Adaptive Learning Methods for Nonlinear System Modeling

  • ID: 4454962
  • Book
  • 388 Pages
  • Elsevier Science and Technology
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Adaptive Learning Methods for Nonlinear System Modeling presents some of the recent advances on adaptive algorithms and machine learning methods designed for nonlinear system modeling and identification. Real-life problems always entail a certain degree of nonlinearity, which makes linear models a non-optimal choice. This book mainly focuses on those methodologies for nonlinear modeling that involve any adaptive learning approaches to process data coming from an unknown nonlinear system. By learning from available data, such methods aim at estimating the nonlinearity introduced by the unknown system. In particular, the methods presented in this book are based on online learning approaches, which process the data example-by-example and allow to model even complex nonlinearities, e.g., showing time-varying and dynamic behaviors. Possible fields of applications of such algorithms includes distributed sensor networks, wireless communications, channel identification, predictive maintenance, wind prediction, network security, vehicular networks, active noise control, information forensics and security, tracking control in mobile robots, power systems, and nonlinear modeling in big data, among many others.

This book serves as a crucial resource for researchers, PhD and post-graduate students working in the areas of machine learning, signal processing, adaptive filtering, nonlinear control, system identification, cooperative systems, computational intelligence. This book may be also of interest to the industry market and practitioners working with a wide variety of nonlinear systems.

- Presents the key trends and future perspectives in the field of nonlinear signal processing and adaptive learning.- Introduces novel solutions and improvements over the state-of-the-art methods in the very exciting area of online and adaptive nonlinear identification.- Helps readers understand important methods that are effective in nonlinear system modelling, suggesting the right methodology to address particular issues.
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1. Introduction

2. Orthogonal LIP Nonlinear Filters 3. Spline Adaptive Filters: Theory and Applications 4. Recent Advances on LIP Nonlinear Filters and Their Applications: Efficient Solutions and Significance Aware Filtering

5. Maximum Correntropy Criterion Based Kernel Adaptive Filters 6. Kernel Subspace Learning for Pattern Classification 7. A Random Fourier Features Perspective of KAFs with Application to Distributed Learning over Networks 8. Kernel-based Inference of Functions over Graphs

9. Online Nonlinear Modeling via Self-Organizing Trees 10. Adaptation and Learning Over Networks for Nonlinear System Modeling 11. Cooperative Filtering Architectures for Complex Nonlinear Systems

12. Echo State Networks for Multidimensional Data: Exploiting Noncircularity and Widely Linear Models 13. Identification of Short-Term and Long-Term Functional Synaptic Plasticity from Spiking Activities 14. Adaptive H? Tracking Control of Nonlinear Systems using Reinforcement Learning 15. Adaptive Dynamic Programming for Optimal Control of Nonlinear Distributed Parameter Systems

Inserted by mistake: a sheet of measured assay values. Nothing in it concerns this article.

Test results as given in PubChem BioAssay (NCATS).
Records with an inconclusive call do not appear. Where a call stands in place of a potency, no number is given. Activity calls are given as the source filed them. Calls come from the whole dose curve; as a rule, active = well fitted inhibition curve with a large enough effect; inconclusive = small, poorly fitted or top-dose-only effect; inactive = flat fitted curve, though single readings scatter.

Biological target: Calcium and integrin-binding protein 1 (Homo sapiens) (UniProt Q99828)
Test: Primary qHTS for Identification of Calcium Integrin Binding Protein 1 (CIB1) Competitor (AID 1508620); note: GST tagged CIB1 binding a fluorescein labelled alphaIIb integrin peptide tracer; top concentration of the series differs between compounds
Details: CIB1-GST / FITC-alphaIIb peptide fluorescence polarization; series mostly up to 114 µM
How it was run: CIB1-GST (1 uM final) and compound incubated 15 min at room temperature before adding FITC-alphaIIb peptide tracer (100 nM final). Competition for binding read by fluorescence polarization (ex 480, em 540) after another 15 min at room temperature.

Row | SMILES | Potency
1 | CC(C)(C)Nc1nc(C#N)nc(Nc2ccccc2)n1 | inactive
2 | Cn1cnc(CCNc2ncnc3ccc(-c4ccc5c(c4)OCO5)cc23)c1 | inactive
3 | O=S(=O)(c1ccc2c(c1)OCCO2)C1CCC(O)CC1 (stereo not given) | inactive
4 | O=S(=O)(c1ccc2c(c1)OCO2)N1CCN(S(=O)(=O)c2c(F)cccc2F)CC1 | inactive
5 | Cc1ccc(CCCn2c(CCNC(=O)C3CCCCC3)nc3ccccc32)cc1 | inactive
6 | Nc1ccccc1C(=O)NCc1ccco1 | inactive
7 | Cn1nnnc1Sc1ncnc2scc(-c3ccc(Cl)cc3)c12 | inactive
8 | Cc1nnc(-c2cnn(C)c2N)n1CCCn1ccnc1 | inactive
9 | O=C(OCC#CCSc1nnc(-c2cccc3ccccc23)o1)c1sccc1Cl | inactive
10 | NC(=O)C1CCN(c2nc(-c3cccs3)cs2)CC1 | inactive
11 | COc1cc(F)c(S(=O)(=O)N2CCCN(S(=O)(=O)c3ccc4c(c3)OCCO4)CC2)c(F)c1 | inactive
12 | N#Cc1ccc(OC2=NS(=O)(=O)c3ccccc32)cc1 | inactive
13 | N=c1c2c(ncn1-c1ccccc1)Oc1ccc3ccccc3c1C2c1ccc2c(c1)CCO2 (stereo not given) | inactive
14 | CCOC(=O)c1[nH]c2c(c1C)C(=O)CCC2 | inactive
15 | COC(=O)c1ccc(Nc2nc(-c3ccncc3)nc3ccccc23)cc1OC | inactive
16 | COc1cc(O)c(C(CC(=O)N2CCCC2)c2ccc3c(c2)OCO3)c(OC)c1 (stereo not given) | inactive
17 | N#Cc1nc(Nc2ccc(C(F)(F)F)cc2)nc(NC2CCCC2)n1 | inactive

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Comminiello, Danilo
Danilo Comminiello is a Tenure-Track Assistant Professor with the Department of Information Engineering, Electronics and Telecommunications (DIET) at Sapienza University of Rome, Italy, where he teaches Machine Learning for Signal Processing. His current research interests include computational intelligence and machine learning theory, particularly focused on audio and acoustic applications. Danilo Comminiello is a Senior Member of "Institute of Electrical and Electronics Engineers” (IEEE), and Member of "Audio Engineering Society” (AES) and "European Association for Signal Processing” (EURASIP). He is also a member of the "Task Force on Computational Audio Processing” of the IEEE "Intelligent System Applications” Technical Committee (IEEE Computational Intelligence Society).
Principe, Jose C.
Jose C. Principe is a Distinguished Professor of Electrical and Computer Engineering and Biomedical Engineering at the University of Florida where he teaches advanced signal processing, machine learning and artificial neural networks (ANNs) modeling. He is BellSouth Professor and the Founding Director of the University of Florida Computational NeuroEngineering Laboratory (CNEL). His primary research interests are in advanced signal processing with information theoretic criteria (entropy and mutual information) and adaptive models in reproducing kernel Hilbert spaces (RKHS), and the application of these advanced algorithms to Brain Machine Interfaces (BMI). Dr. Principe is a Fellow of the IEEE, ABME, and AIBME. He is the past Editor in Chief of the IEEE Transactions on Biomedical Engineering, past Chair of the Technical Committee on Neural Networks of the IEEE Signal Processing Society, and Past-President of the International Neural Network Society. He received the IEEE EMBS Career Award, and the IEEE Neural Network Pioneer Award. He has more than 600 publications and 30 patents (awarded or filed).
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